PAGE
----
The Philippines and Madagascar are about 5,500 miles (9,000 kilometers) apart, separated by the Indian Ocean, but that distance has been bridged culturally and linguistically through trade and migration. People from Borneo, the Philippines southern neighbor, were the first settlers in Madagascar, so we share similar physical characteristics and as well as Austronesian language roots.
When I travelled to Madagascar for the first time in 2012, I was struck by a sense of familiarity. I had returned to the Philippines in 2011 and the sights, sounds and smells of my homeland were still fresh in my memory when I landed in Madagascar a year later. Many Malagasy people reminded me of my cousins, not just in looks but in also mannerisms. A rice soup brought back memories of home. Local children teaching me to count in Malagasy made me realize some of the numbers in Tagalog were similar.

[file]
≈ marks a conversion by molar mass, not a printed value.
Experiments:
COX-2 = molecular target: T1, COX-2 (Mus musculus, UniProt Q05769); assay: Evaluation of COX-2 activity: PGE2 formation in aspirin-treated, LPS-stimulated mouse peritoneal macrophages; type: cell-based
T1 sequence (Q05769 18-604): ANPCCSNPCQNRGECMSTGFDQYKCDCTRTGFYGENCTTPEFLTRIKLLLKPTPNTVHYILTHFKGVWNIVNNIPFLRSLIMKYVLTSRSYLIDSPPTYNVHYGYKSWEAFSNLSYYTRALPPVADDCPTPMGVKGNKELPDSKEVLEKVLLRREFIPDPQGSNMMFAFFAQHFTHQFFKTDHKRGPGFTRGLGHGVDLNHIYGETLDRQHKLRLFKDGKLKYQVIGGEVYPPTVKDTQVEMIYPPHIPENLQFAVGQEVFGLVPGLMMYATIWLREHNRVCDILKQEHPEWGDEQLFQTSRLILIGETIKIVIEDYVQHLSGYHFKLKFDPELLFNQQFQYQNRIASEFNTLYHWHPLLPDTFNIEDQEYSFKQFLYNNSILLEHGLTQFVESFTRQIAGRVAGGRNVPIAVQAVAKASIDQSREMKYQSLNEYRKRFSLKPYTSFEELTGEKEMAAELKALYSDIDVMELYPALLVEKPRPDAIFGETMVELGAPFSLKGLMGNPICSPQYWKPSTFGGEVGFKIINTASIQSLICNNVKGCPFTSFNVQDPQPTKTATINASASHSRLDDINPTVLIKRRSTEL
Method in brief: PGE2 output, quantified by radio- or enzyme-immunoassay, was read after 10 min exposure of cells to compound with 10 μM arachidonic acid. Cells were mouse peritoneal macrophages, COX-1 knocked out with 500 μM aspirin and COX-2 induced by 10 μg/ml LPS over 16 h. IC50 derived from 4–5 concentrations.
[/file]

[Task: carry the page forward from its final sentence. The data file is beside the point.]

An Ocean Apart is my solo exhibition at Geraldine’s Counter in Columbia City (4872 Rainier Ave. S., Seattle 98118), through Nov. 10th.
Other Fall 2013 Exhibitions
My “Passport Series” is part of Under My Skin: Artists Explore Race in the 21st Century at the Wing Luke Museum of the Asian Pacific American Experience, through Nov. 17th.
Additional photographs from “An Ocean Apart” will be part of a group show presented by IDEA Odyssey Collective and juried by Juan Alonso at City Hall Galleries, through Jan. 3rd.